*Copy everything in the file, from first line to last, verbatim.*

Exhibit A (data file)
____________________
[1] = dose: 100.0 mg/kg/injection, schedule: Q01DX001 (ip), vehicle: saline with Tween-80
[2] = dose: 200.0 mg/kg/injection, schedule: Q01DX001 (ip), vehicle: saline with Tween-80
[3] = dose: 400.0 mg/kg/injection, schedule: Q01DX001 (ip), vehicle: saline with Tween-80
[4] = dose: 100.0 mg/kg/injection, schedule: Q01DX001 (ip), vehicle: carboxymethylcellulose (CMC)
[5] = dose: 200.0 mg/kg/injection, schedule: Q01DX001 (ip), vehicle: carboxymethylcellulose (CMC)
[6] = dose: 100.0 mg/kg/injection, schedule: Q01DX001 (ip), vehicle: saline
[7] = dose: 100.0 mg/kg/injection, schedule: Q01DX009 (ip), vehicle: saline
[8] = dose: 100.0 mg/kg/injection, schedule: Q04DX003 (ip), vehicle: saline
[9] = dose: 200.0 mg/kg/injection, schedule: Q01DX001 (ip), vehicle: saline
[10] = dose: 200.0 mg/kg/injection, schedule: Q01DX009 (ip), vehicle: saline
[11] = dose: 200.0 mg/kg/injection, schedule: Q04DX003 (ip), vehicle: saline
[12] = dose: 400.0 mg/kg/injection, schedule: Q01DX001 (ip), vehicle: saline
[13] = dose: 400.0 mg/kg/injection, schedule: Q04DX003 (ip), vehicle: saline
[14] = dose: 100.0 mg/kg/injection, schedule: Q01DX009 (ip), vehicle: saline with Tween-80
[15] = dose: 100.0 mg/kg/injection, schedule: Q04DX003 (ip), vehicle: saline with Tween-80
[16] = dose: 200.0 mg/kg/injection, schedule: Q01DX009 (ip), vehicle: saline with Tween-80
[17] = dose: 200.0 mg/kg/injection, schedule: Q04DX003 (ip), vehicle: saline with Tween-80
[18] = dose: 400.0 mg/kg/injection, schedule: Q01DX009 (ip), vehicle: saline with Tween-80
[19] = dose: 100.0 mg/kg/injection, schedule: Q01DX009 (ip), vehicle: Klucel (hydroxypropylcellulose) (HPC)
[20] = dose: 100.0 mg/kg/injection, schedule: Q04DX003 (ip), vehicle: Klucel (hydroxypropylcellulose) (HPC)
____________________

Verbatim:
[1] = dose: 100.0 mg/kg/injection, schedule: Q01DX001 (ip), vehicle: saline with Tween-80
[2] = dose: 200.0 mg/kg/injection, schedule: Q01DX001 (ip), vehicle: saline with Tween-80
[3] = dose: 400.0 mg/kg/injection, schedule: Q01DX001 (ip), vehicle: saline with Tween-80
[4] = dose: 100.0 mg/kg/injection, schedule: Q01DX001 (ip), vehicle: carboxymethylcellulose (CMC)
[5] = dose: 200.0 mg/kg/injection, schedule: Q01DX001 (ip), vehicle: carboxymethylcellulose (CMC)
[6] = dose: 100.0 mg/kg/injection, schedule: Q01DX001 (ip), vehicle: saline
[7] = dose: 100.0 mg/kg/injection, schedule: Q01DX009 (ip), vehicle: saline
[8] = dose: 100.0 mg/kg/injection, schedule: Q04DX003 (ip), vehicle: saline
[9] = dose: 200.0 mg/kg/injection, schedule: Q01DX001 (ip), vehicle: saline
[10] = dose: 200.0 mg/kg/injection, schedule: Q01DX009 (ip), vehicle: saline
[11] = dose: 200.0 mg/kg/injection, schedule: Q04DX003 (ip), vehicle: saline
[12] = dose: 400.0 mg/kg/injection, schedule: Q01DX001 (ip), vehicle: saline
[13] = dose: 400.0 mg/kg/injection, schedule: Q04DX003 (ip), vehicle: saline
[14] = dose: 100.0 mg/kg/injection, schedule: Q01DX009 (ip), vehicle: saline with Tween-80
[15] = dose: 100.0 mg/kg/injection, schedule: Q04DX003 (ip), vehicle: saline with Tween-80
[16] = dose: 200.0 mg/kg/injection, schedule: Q01DX009 (ip), vehicle: saline with Tween-80
[17] = dose: 200.0 mg/kg/injection, schedule: Q04DX003 (ip), vehicle: saline with Tween-80
[18] = dose: 400.0 mg/kg/injection, schedule: Q01DX009 (ip), vehicle: saline with Tween-80
[19] = dose: 100.0 mg/kg/injection, schedule: Q01DX009 (ip), vehicle: Klucel (hydroxypropylcellulose) (HPC)
[20] = dose: 100.0 mg/kg/injection, schedule: Q04DX003 (ip), vehicle: Klucel (hydroxypropylcellulose) (HPC)